“It´s alright, Mark. They are just hungry, just so terribly
hungry. They could have killed us but …”
Mark didn´t listen. He ran over to Warrig who was still lying
there next to the barn. Lucas hesitated for a moment before he
followed his son. The farmer kneeled at the side to his enemy he
just had saved. Warrig was still breathing but he was more dead
than alive. His once well-shaved face was burned by the sun. He
opened his eyes and his trembling lips formed words, hardly
understandable syllables. Lucas had to get closer to grasp what
the man attempted to say.
“I tried to … find the boss … I tried to … but they got me …
before … I didn´t let him down … you gotta believe me … I tried
my best … but ... they were so fast and dragged me … and … I did
all I could …”
The gunman fainted and his head sunk to the side. Lucas sighed
as he felt Warrig´s weak pulse.
“Get the buckboard ready, Mark, we gotta get him to Doc Burrage
“So how he is, Lucas-Boy?”
The tired rancher shut silently the door of Burrage´s place
behind him and stepped out into the darkness. Dark clouds
covered the moon and the street was empty. It was almost
midnight. Micah was tired but he had refused to go to bed, still
anxious to learn more about the state of the patients.
Lucas closed his burning eyes for a second. It had been a real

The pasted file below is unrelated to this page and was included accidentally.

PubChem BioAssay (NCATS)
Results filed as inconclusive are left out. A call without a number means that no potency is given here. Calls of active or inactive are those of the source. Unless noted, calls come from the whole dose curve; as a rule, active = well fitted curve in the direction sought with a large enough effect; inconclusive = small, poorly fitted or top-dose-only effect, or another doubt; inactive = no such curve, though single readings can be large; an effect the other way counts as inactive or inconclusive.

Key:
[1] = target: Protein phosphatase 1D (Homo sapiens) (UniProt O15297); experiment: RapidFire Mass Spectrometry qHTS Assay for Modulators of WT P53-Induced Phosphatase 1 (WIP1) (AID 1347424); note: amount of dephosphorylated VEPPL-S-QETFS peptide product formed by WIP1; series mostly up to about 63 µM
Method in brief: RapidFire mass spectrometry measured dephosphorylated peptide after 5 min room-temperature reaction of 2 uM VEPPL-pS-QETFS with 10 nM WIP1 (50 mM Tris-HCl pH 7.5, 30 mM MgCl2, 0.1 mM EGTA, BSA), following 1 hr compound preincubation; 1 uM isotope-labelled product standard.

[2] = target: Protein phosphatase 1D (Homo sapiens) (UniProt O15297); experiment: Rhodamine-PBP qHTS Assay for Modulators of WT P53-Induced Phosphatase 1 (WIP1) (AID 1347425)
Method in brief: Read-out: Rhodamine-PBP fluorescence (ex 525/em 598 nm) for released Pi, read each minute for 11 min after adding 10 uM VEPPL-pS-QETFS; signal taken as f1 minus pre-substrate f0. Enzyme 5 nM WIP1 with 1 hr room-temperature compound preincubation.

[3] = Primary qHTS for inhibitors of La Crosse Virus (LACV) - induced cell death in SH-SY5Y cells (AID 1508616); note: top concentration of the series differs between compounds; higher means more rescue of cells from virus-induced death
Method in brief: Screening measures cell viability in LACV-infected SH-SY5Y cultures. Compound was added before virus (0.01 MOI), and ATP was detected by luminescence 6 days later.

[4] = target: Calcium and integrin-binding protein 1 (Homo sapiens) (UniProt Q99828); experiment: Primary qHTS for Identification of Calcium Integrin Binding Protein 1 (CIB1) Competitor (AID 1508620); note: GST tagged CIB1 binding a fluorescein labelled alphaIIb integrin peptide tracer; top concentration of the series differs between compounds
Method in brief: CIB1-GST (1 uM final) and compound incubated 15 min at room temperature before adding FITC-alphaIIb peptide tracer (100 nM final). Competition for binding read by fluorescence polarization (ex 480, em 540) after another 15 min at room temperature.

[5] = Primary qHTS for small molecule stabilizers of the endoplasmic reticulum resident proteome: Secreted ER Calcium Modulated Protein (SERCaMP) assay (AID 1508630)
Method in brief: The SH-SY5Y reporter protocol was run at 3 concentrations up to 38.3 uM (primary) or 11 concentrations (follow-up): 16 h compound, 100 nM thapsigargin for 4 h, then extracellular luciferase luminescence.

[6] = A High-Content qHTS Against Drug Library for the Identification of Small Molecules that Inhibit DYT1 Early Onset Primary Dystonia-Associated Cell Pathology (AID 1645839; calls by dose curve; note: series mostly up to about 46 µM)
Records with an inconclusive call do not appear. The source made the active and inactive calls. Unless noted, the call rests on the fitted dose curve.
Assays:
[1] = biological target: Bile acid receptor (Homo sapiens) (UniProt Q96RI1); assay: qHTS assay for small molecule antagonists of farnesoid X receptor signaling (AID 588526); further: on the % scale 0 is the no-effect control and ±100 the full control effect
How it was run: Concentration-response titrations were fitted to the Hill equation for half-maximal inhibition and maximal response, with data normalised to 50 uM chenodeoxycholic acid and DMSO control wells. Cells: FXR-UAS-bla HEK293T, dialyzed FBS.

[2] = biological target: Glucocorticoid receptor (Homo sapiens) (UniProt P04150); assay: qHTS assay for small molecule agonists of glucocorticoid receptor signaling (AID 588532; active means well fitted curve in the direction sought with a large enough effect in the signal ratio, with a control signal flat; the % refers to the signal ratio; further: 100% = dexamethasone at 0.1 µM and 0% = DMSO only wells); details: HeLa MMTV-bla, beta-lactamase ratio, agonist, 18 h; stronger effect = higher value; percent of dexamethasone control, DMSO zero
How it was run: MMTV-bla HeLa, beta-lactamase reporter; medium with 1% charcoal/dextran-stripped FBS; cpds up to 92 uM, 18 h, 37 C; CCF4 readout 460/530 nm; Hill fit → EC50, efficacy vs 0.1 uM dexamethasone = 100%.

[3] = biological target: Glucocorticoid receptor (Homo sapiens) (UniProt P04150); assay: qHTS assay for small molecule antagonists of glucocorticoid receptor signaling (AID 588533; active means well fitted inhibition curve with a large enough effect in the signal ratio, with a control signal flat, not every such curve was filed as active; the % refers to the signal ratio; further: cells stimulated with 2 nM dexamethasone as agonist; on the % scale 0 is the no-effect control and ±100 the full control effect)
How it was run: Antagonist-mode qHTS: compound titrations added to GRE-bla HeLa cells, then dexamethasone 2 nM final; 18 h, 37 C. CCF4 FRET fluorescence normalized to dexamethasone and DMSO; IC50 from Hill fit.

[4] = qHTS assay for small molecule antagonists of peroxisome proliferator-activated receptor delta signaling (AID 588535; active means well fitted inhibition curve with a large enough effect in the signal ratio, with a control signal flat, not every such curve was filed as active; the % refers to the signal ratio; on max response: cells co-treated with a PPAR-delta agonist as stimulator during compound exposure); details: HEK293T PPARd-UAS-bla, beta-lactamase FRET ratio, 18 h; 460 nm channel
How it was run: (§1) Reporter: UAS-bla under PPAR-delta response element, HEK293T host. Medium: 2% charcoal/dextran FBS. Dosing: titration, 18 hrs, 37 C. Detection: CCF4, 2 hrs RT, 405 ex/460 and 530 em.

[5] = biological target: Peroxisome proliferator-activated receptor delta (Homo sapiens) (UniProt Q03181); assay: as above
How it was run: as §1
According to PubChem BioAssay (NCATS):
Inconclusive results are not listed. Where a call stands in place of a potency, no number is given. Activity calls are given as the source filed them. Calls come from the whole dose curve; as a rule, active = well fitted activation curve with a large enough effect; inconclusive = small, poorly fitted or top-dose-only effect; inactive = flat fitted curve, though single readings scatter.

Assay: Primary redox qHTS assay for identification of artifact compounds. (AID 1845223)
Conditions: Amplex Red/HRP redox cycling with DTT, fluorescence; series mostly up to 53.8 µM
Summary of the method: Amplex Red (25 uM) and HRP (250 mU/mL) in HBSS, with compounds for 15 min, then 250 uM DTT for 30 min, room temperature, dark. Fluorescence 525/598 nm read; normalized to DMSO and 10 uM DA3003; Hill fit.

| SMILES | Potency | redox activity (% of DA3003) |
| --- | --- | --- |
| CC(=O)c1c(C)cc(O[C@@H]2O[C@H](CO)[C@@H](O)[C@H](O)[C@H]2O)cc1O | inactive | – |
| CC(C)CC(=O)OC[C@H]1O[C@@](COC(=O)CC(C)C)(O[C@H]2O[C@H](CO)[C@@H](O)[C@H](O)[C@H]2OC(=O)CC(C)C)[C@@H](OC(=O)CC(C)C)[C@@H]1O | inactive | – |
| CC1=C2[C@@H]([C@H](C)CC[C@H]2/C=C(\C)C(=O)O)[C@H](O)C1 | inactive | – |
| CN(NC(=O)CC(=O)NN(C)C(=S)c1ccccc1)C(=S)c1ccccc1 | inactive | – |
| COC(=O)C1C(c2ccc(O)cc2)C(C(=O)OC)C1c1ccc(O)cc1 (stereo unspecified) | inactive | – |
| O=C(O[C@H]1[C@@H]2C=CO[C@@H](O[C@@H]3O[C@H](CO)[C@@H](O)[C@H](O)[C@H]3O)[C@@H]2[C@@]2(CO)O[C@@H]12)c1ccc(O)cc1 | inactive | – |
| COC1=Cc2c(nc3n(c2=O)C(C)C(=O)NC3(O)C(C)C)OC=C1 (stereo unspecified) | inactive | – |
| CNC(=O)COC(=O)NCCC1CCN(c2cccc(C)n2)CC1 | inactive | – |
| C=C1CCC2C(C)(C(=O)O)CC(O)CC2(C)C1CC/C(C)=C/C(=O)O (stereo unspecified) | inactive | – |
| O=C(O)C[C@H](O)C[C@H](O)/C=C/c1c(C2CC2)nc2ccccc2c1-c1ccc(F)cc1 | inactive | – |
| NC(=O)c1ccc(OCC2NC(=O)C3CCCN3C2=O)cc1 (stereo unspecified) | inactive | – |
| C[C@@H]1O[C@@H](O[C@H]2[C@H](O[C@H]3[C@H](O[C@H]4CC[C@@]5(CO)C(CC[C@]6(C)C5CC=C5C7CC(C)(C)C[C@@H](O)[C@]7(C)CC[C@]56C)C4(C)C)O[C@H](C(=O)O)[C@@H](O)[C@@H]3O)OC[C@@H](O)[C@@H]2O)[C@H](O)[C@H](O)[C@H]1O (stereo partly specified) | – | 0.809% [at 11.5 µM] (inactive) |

“They both are asleep now. They need a lot of rest until they
can even think of getting up again. Before he fell asleep
however, Warrig told me again and again that he had tried to
keep his boss safe out there. I still can´t believe that! He can
cheat anybody but not me. One day I will make him pay for
betraying Greenstone´s trust. I am sure he had left him to save
his own dirty hide.”
Micah shook his head and invited his friend to walk with him
down the empty street.
“There is something you don´t know, Lucas-Boy. Many years ago
when I was out hunting with his father the Comanches jumped us.
The pinned us down in a dry riverbed and we kept shooting at
them until we were down to a handful of bullets. I still can
hear their shrill war cries. They kept shooting arrows for
hours. We knew that we were goners. In the morning one of
Andrew´s older brothers came by with a couple of cowboys driving
a herd of cattle to Austin. Well, the Comanches saw the dust of
the herd and maybe they figured that a whole army was
approaching. I don´t know why but they ran and we were saved.
When we returned to the ranch Missus Warrig had given birth in
the meantime. I will never forget the expression in her blue
eyes when she showed us the baby for the first time. It was
their youngest son. ”
Lucas stopped and looked down on Micah while a cool breeze
refreshed his forehead.
When the stagecoach arrived Greenstone and Warrig were ready to
leave. Micah, Mark and Lucas were there and it was time to say
farewell. Micah smiled and shook the young man´s hand.
“You are still sure you want to go to Chicago and work there?
Somehow I still can´t picture you behind a desk somewhere in the
East, Andrew, reading all day and talking about fancy stuff.”
Warrig showed his teeth while he grinned. After a week in
Burrage´s care he had recovered amazingly fast after the
terrible incident in the desert. He was still kinda weak but
that was not the only change about him. He was not carrying a
“Well, to be honest: neither can I, Micah. But as Samuel-Nathan